The nearest prison

While the executions became more private affairs rather than public events; new, alternative methods of executing a person were also being researched into. The problems with hanging were becoming more frequent; with new revisions such as the "upright jerker" led to bungled hangings that caused decapitations, strangulations and in some cases, not actually causing death. Some criminals that were executed were revived through electrical shocks and in one instance, a man had to be hanged for a second time after he was heard scratching inside his coffin.

The invention of electricity swept across America, introduced a new alternative form of capital punishment. The state of New York investigated into new methods of execution, and by a marginal vote concluded that the electric chair was the most reliable and humane option. Banner explains that the electric chair was also the most "… visually accepting alternative. "(p181) Again, the issue of the witness and what he or she would experience during the execution played an integral part of the decision process. This is why other methods like the guillotine, garrotte and poisoning were not selected.

Each alternative, was evaluated with the same critical procedure as a business interview; with those putting forward their cases for particular execution methods. Along with most forms of capital punishment, the electric chair was a complicated tool. It required knowledge on voltages and no room for error. This led to executions being conducted (no pun intended) by skilled, reliable state officials. Performing and operating the executions themselves demanded a talent which could be associated with any other social skill. The First "electrocution" took place in New York's Auburn Prison in 1890.

The location of the execution, and further new methods of execution, created further debates on the disadvantages compared to public hangings. Electrocutions had to take place indoors, for the necessary reasons of the equipment used, this also meant that the number of witnesses had to be restricted to the size of a room. Also, because the electric chair was an expensive piece of equipment only one or two state prisons could afford to install and run one. This meant that those condemned to execution would be moved to the nearest prison.

Thus taking out the community affected by that person's crime and turning a social deterrent into a state sponsored killing. The only state after the turn of the 19th Century to conduct a public execution, took place in Kentucky. Two public hangings were carried out when the rape of a white woman by a black male occurred. This did deliver a social message and deterrent, but only towards the black population. It was a state lynching in all but name. Although early electrocutions, and in eleven states where the gas chamber was used, proved successful; there were still mistakes made.

Inexperienced officials did not switch between voltages correctly during one execution, and led to the victim being electrocuted for approx. 20 minutes. Witnesses complained that they were overcome by the smell of roast pork. The gas chamber was a lot more dangerous when mistakes were involved. Cyanide tablets were dropped into a poison which was then pumped into the execution chamber. In one case, the tablets did not drop correctly and a state official had to drop them in by hand and run away. Again, in some cases where executions did not go to plan, witnesses were forced to watch the suffering unfolding in front of them.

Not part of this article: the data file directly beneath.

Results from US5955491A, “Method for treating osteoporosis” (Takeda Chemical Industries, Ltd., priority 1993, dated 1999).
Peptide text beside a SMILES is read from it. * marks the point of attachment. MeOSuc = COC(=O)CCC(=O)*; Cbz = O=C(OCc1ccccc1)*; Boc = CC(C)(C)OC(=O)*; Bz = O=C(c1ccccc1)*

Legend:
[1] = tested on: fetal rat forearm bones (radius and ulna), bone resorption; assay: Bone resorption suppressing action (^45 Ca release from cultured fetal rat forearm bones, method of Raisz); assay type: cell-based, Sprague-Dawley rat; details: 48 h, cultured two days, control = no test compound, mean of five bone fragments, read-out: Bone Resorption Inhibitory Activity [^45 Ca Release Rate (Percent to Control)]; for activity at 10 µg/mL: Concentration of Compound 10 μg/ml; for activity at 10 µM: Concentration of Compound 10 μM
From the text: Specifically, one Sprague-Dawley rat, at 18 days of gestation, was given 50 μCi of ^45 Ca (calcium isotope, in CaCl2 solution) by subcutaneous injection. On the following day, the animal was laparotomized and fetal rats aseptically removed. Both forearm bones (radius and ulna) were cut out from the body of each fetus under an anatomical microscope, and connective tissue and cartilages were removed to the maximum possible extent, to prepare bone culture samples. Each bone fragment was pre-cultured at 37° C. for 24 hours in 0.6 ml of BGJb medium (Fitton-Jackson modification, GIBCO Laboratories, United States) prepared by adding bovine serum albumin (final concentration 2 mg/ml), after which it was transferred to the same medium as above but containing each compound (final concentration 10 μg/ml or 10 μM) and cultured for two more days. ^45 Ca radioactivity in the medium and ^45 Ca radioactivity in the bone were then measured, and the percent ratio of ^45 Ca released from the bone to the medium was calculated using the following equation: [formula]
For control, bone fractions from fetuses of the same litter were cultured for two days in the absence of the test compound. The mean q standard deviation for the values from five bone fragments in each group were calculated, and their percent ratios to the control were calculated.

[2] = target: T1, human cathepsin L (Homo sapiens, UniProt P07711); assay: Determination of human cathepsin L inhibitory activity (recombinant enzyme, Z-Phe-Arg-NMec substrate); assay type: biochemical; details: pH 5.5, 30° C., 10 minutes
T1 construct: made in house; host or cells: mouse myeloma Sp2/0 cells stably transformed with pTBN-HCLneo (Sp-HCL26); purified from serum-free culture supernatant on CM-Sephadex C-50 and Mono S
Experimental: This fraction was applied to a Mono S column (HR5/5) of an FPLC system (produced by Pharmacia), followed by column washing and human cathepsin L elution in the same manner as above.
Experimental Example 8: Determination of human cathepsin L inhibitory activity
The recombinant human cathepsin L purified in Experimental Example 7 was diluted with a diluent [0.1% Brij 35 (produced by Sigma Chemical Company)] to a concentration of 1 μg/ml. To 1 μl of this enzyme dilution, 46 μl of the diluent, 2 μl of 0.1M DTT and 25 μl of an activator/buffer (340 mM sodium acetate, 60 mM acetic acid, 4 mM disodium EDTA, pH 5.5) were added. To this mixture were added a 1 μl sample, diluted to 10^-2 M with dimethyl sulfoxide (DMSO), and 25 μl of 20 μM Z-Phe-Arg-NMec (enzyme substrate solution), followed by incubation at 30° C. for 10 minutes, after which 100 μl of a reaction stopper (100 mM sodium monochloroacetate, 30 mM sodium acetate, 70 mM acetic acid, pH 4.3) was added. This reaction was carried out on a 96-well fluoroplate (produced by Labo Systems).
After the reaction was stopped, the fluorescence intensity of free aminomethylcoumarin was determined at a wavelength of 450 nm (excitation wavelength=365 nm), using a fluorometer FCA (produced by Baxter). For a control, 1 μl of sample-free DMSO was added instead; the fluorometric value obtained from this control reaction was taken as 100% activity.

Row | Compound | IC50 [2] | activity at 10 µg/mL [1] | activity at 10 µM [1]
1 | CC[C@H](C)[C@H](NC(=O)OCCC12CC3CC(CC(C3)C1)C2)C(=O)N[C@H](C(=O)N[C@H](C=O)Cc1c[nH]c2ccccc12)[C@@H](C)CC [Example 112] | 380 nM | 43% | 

This is where we come to the lethal injection. In 2002 there were 819 executions in the United States; 656 of them were by lethal injection, 8 of which were women. Oklahoma was the first state to implement the lethal injection in 1977. The execution involves three separate injections, that once administered lead to a painless, trouble free execution and it takes approx. 8 minutes for the criminal to die. It is the most reliable form of capital punishment in the United States today and is used by 37 states.

However, it is the actual process, that is the longest of all methods of execution. The protocol, from start to finish, takes between 30 and 45 minutes. This is a punishment in itself, as the condemned awaits his inevitable execution. Banner points out how the long procedure causes mental torture because of the anticipation of what is to come. Many other countries use the lethal injection as their most common form of capital punishment. Guatemala, for example put two suspected kidnappers to death in 2002, simultaneously and actually televised the execution.

Again, not all executions go to plan and there are many instances where lethal injections have gone awry. In 1986, drug addict Randy Woolls had to help execution technicians find a suitable vein for the injections; and in Raymond Landry's case in 1988, the catheter used to inject the chemicals flew out of his arm and sprayed chemicals all over the execution chamber, right in front of several state witnesses. On this occasion, a curtain was drawn preventing the spectators from seeing what was going on, and they were forced to wait 14 minutes until the curtains were re-opened.

Overall, the search for new, more reliable and humane methods of execution has also removed two pivotal advantages of the execution process. Firstly, because execution as have become isolated events, the goal of public deterrence is removed. And secondly, due to the long wait on death row and the execution being taken away from the community and held in a state rather than county prison, those most affected by the crimes do not feel that justice has been done in their name. Banner concludes by saying it is the state and not the people "doing the killing. "(p206)